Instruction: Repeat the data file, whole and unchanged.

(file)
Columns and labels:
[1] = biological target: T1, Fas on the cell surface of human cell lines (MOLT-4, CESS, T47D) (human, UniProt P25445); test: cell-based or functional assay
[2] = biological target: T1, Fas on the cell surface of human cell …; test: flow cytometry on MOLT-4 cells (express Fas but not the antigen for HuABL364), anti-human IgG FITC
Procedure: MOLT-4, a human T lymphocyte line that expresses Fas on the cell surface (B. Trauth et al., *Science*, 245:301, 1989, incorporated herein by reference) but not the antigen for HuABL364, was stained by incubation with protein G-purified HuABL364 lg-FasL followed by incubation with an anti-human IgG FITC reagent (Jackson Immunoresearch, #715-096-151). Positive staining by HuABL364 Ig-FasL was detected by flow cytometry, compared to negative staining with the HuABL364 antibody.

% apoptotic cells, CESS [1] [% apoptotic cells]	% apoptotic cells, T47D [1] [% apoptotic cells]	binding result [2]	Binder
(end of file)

Columns and labels:
[1] = biological target: T1, Fas on the cell surface of human cell lines (MOLT-4, CESS, T47D) (human, UniProt P25445); test: cell-based or functional assay
[2] = biological target: T1, Fas on the cell surface of human cell …; test: flow cytometry on MOLT-4 cells (express Fas but not the antigen for HuABL364), anti-human IgG FITC
Procedure: MOLT-4, a human T lymphocyte line that expresses Fas on the cell surface (B. Trauth et al., *Science*, 245:301, 1989, incorporated herein by reference) but not the antigen for HuABL364, was stained by incubation with protein G-purified HuABL364 lg-FasL followed by incubation with an anti-human IgG FITC reagent (Jackson Immunoresearch, #715-096-151). Positive staining by HuABL364 Ig-FasL was detected by flow cytometry, compared to negative staining with the HuABL364 antibody.

% apoptotic cells, CESS [1] [% apoptotic cells]	% apoptotic cells, T47D [1] [% apoptotic cells]	binding result [2]	Binder